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Choosing to eat healthy and making sure our children have healthy food options is critical to our nation’s success. Overall wellness lowers our health care costs, improves education and economic productivity, and is vital to our planet. Our society depends on us getting involved in food policy and making good choices as conscientious consumers.
The fox is guarding the henhouse with regard to food policy. The fox packs in the chickens inches apart, cuts off their beaks, and doses them with antibiotics they wouldn’t need if they were kept in a healthier environment. Easier hunting for the fox. And dangerous for the rest of us.
Giant multinational corporations comprising the food industry and Big Ag are all too effective at influencing our nation’s food choices, damaging public health. Big agriculture writes the food policy in this country not to benefit the consumer or the health of the planet but solely to benefit their bottom line. Federal subsidies for non-nutritious junk food is one of the most extreme examples of corporate welfare that we have in this country. The result directly affects each and every American’s ability to make healthy choices when feeding themselves and their families.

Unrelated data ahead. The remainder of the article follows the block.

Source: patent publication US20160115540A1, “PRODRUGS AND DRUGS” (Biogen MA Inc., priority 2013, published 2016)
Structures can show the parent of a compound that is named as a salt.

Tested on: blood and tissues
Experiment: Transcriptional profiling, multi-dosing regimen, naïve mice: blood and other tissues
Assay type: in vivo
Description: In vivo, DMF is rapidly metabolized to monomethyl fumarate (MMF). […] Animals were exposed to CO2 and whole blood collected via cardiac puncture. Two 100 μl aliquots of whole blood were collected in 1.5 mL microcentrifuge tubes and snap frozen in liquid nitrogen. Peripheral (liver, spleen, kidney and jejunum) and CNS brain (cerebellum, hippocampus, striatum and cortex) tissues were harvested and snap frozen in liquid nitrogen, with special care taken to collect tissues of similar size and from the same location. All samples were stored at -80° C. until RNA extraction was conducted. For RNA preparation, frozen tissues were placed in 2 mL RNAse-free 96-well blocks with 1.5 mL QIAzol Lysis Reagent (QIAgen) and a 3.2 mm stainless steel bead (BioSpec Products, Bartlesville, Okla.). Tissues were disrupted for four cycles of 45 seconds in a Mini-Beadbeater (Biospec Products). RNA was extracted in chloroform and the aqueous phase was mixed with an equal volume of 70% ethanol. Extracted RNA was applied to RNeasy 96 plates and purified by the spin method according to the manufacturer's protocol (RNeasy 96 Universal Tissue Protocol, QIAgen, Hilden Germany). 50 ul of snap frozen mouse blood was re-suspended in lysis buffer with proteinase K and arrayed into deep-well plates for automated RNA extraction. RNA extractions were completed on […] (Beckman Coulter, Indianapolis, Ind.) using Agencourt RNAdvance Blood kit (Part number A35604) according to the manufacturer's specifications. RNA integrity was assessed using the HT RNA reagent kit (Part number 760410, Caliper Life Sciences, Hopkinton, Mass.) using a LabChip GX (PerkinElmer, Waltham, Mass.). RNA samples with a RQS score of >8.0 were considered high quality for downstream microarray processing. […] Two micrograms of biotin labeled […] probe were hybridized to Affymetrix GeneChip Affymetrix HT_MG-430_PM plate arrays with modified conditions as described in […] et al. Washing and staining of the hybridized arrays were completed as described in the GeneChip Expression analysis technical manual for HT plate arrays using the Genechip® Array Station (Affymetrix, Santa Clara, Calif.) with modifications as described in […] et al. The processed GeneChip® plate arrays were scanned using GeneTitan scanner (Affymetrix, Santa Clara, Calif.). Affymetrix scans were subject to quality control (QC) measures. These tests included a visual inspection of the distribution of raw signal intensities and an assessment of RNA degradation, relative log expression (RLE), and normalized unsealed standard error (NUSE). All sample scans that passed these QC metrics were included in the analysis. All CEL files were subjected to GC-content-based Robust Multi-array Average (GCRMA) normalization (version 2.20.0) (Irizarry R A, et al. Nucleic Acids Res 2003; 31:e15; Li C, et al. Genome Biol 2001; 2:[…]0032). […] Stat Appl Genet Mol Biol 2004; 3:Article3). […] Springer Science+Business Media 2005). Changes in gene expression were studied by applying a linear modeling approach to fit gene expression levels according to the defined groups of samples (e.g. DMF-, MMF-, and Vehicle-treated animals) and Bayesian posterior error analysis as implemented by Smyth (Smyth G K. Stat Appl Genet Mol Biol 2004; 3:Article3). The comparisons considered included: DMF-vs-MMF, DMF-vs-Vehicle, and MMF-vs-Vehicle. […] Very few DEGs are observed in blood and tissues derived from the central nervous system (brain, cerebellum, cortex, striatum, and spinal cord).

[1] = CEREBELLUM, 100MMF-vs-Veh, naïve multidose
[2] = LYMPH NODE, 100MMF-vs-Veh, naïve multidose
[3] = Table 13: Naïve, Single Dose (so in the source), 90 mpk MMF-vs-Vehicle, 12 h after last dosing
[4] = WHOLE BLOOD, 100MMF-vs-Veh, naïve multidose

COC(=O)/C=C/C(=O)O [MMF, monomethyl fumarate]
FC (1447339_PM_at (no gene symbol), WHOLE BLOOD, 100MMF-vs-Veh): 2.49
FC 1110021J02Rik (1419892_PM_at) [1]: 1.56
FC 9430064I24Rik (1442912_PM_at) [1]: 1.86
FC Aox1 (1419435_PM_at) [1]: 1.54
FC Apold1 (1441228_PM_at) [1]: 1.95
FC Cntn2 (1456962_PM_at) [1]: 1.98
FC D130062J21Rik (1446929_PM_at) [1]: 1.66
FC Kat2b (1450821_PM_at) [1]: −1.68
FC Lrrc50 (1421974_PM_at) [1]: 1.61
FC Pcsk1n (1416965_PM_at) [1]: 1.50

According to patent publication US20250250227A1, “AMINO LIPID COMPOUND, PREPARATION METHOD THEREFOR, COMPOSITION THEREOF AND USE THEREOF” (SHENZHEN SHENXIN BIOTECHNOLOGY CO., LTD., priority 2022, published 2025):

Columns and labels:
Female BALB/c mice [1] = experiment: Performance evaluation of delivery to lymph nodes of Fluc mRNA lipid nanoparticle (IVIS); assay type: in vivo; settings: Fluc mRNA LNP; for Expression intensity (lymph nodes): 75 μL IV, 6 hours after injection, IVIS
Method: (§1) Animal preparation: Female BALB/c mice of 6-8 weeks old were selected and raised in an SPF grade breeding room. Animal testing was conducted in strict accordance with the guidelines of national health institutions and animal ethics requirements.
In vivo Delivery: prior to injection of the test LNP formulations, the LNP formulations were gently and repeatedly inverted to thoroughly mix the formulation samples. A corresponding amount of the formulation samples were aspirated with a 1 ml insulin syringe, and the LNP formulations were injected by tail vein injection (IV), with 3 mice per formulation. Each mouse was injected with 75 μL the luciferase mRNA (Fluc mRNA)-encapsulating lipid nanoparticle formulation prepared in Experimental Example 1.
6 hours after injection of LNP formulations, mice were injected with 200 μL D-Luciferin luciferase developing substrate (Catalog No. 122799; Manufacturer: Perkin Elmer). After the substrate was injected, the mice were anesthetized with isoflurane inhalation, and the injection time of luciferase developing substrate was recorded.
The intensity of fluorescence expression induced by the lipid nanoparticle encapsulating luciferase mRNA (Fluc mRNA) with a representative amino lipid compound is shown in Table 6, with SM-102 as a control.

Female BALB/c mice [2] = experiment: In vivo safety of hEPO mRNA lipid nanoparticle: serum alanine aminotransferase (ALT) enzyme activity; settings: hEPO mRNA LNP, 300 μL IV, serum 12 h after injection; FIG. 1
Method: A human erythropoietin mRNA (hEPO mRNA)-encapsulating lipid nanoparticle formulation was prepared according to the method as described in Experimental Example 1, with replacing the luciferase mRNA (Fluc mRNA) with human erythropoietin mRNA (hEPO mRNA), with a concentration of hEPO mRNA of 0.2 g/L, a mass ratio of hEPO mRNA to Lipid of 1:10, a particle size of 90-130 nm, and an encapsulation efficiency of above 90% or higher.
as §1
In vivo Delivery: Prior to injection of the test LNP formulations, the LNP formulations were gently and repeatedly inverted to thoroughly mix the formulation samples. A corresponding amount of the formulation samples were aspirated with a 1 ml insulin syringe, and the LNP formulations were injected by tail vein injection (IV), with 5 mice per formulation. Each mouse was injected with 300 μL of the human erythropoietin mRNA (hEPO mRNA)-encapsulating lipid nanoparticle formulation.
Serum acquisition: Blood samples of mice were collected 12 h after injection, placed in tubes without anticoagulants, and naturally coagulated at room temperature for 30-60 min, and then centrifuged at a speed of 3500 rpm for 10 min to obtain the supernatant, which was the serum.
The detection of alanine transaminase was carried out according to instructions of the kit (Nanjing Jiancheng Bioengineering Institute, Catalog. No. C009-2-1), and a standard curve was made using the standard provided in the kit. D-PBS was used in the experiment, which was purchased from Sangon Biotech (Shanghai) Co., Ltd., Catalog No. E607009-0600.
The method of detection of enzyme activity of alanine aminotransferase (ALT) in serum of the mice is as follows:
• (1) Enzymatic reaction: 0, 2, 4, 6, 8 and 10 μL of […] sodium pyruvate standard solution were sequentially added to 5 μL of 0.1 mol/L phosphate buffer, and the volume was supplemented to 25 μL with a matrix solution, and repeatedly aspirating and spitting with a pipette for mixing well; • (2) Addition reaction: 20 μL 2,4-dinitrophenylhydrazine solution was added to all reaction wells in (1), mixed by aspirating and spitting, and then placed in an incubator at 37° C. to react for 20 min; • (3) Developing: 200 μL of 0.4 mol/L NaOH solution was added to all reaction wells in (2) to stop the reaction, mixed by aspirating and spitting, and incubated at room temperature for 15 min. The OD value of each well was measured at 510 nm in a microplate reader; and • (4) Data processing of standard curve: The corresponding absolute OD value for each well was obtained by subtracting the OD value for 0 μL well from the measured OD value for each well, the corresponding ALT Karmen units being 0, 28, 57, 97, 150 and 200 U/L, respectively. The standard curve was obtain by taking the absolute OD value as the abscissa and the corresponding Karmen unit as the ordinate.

Poor food options have infiltrated our children’s lives through pervasive exposure in our public schools. After years of processed junk food being the norm in schools across the country, Congress just late last year enacted a sweeping reauthorization of the federal child nutrition law that will improve kids’ foods and drinks in school. Although this law is on the books, we must stay vigilant in its implementation as the food industry and school districts may try to push for weak school nutrition regulations. Public schools would do well to look at the amazing improvements made in the Boulder Valley School District, which has now only natural and healthy food choices in its schools, and students report that they are also tasty.
We cannot continue to let the consolidation of corporate food production create a food system that values quantity over quality and refuses to take into account the true cost of production. We must consider the environmental and health problems that creating food in unsafe and inhumane ways causes, leading to outbreaks of foodborne illness, antibiotic resistant bacteria, and polluted drinking water. Big Ag is very effective in playing the insider game, constantly lobbying Congress and federal agencies.
As Congress prepares for consideration of the farm bill next year, it is imperative that we have Fearless Leaders to speak up for the people when lawmakers hear from corporate interests prioritizing profits over health. The farm bill defines the federal government’s role in the agricultural market, and we must fight to see that it supports family farms and sustainable farms that promote healthy foods. We need to take back food production; after all, we are what we eat.